Statement by President Volodymyr Zelenskyy after liberation of Kherson, 11 November 2022 (Flickr)
After Russia’s Defense Minister Sergei Shoigu ordered its troops to withdraw from Kherson, Ukrainian forces recaptured the city on November 11. Any Russian troops that remain in the city were ordered to surrender. The return of Kherson in Ukrainian hands means a humiliation for Russia – it lost the only regional capital it captured since the start of the invasion. the first signs of the atrocities that local residents endured during the Russian occupation are becoming visible. After this new blow for Russia’s ambitions in Ukraine, many look for what will happen now as Ukraine carries the momentum in the ongoing war.
Ukrainian soldiers received as heroes after Russian withdrawal
A swift Russian departure made room for the Ukrainian army to retake the city without any fight. It led to joy in Kherson, where the soldiers were welcomed as heroes. Crowds of people with Ukrainian flags around their shoulders took to the streets en masse to celebrate their liberation. Meanwhile, the Ukrainian army command called on all Russian soldiers and collaborators in Kherson to surrender. In turn, the Russian army command called on its soldiers who could not retreat to strip and hide in military clothing.
On the day Shoigu announced the withdrawal of its troops, Maria Zakharova, Russia’s spokesperson for the Foreign Ministry, indicated that Moscow was open to negotiations with Kiev – which was immediately rejected by Ukrainian authorities. It appears to be a frantic attempt to buy time in Russia’s political disarray. The costs of the war in Ukraine have been massive for the Kremlin, while the results achieved on the battlefield are diminishing by the week. It remains to be seen how the capricious Russian leadership acts vis-à-vis Ukraine. For now, as winter falls in Ukraine, options seem very limited.
More atrocities in Kherson become visible after Russian retreat
In the run-up to liberation, the Russians first wanted to “evacuate” a large number of the city’s residents – also described by locals as a disguised attempt to deport Kherson’s residents to Russian-occupied areas. It was already clear at the time that the situation in the city was very worrying and according to Roman Holovnya, the adviser of Kherson’s mayor, the situation in the city is “a humanitarian catastrophe”. Residents of the city are lacking basic needs such as water, food and medicine.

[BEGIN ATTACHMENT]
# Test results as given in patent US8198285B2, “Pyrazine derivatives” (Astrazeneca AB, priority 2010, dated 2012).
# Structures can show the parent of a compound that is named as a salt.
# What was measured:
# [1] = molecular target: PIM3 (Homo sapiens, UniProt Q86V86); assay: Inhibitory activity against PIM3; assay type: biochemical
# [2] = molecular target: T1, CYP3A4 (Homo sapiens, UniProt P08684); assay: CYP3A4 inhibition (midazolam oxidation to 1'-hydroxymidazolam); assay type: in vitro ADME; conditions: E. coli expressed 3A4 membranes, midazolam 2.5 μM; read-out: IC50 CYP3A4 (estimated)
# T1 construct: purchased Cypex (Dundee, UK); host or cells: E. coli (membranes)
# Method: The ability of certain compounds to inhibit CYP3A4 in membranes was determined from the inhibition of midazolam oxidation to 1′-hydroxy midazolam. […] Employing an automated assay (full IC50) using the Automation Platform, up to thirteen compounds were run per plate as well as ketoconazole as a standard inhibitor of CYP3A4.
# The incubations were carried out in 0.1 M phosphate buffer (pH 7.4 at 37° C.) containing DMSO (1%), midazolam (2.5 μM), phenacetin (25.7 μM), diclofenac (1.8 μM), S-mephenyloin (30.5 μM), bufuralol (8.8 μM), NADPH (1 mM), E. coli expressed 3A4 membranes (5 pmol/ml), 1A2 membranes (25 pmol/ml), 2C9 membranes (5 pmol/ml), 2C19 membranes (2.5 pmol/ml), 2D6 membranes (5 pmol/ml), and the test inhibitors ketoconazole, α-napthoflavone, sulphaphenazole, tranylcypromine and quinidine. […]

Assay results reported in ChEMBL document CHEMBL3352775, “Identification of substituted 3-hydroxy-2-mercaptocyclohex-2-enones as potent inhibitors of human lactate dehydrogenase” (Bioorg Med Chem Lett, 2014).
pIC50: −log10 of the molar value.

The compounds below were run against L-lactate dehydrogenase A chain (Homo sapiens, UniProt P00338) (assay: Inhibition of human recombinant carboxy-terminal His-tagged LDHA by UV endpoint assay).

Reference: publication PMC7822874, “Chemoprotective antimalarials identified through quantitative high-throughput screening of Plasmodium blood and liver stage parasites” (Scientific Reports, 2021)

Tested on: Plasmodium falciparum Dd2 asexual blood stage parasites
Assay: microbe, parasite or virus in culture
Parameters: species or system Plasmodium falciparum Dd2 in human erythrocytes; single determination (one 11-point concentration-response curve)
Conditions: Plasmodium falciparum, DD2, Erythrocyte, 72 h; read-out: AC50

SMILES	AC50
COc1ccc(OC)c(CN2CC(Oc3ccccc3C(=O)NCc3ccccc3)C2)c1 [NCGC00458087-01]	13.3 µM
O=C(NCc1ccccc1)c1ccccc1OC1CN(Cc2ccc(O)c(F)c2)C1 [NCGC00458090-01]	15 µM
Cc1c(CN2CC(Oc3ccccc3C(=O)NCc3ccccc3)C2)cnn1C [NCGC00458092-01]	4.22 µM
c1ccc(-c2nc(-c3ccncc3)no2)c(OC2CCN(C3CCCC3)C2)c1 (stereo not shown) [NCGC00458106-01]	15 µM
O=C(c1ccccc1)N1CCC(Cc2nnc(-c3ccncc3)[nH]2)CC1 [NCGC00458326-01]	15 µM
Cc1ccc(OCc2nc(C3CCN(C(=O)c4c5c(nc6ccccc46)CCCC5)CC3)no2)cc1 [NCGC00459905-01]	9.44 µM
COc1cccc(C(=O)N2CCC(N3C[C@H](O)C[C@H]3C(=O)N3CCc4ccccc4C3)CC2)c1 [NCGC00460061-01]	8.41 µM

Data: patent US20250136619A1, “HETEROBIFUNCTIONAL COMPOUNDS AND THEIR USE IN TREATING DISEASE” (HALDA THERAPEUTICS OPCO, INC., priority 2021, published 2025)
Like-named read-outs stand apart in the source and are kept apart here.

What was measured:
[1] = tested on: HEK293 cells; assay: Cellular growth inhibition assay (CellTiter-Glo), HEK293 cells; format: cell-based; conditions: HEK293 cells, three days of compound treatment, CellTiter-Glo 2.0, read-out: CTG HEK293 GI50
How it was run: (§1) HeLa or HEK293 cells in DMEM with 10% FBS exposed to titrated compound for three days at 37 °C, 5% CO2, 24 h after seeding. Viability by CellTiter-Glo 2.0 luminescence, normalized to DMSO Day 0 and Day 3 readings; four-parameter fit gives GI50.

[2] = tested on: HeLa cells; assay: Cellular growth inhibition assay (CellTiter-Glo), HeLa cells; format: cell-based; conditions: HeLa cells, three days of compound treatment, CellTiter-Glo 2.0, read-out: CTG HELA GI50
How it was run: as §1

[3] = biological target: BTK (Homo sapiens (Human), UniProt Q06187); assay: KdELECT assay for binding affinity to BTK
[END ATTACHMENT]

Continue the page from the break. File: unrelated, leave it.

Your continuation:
Ukrainian President Volodymyr Zelenskyy said on November in 13 in his nightly video address that investigators uncovered and documented more than 400 Russian war crimes in areas of the freed Khersion region. Meanwhile, many residents have disappeared from the city. In villages previously home to a thousand people, like Blahodatne, only sixty remain. Residents told their stories to journalists about torture and deportations that took place in the town and how the Russians took away anything valuable, such as bronze statues or valuable electric equipment.
What is next?
According to Zelenskyy, the recapture of Kherson is the “beginning of the end of the war”. Ukrainian forces must first stabilise the situation and strengthen crucial infrastructure in the city, which was badly damaged under Russian occupation. However, Ukraine is well positioned now that Kherson is back in control, and military analysts see advantages for Ukraine to push the front line further away from the Dnipro river to the east before winter sets in. By stabilising Kherson, Ukraine can simultaneously concentrate on other parts of the 1,000-km-long frontline. Bakhmut would be one of the regions where the Ukrainians could install reinforcements to force a breakthrough in the Donbas, a place where Russian forces have been trying to push through for months without success.
The harsh Ukrainian winter is expected to freeze the front lines, but this is a point of contention among military analysts. Russian troops are poorly equipped and could disproportionately damage their operations compared to well-supplied Ukrainian forces. Therefore, Russian troops are unlikely to be able to halt Ukrainian counter-offensives. Especially as Ukraine will receive more financial and military aid in the coming weeks, their winter advantage over Russian forces is expected to increase. Meanwhile, morale within the Russian army seems to be hitting a new low with each new day on the front.
Meanwhile, Russia is preparing for the counter-offensive. The Russian-occupied Crimea peninsula announced security measures following the Russian withdrawal from Kherson, fearing an advance into the region as the front lines move in its direction. Russian forces are likely to position themselves defensively on the eastern side of the Dnipro River, with new trenches and the possibility of heavily shelling Ukrainian towns and infrastructure. Similar Russian-made trenches, narrow and muddy, have been found near Kherson, symbolising the poor conditions in which Russian troops are positioned by their army command. So at the military level, the initiative now lies on the Ukrainian side, which, since the successes in Luhansk and Kherson, has several options for keeping up the momentum.
Author: Mathieu Neelen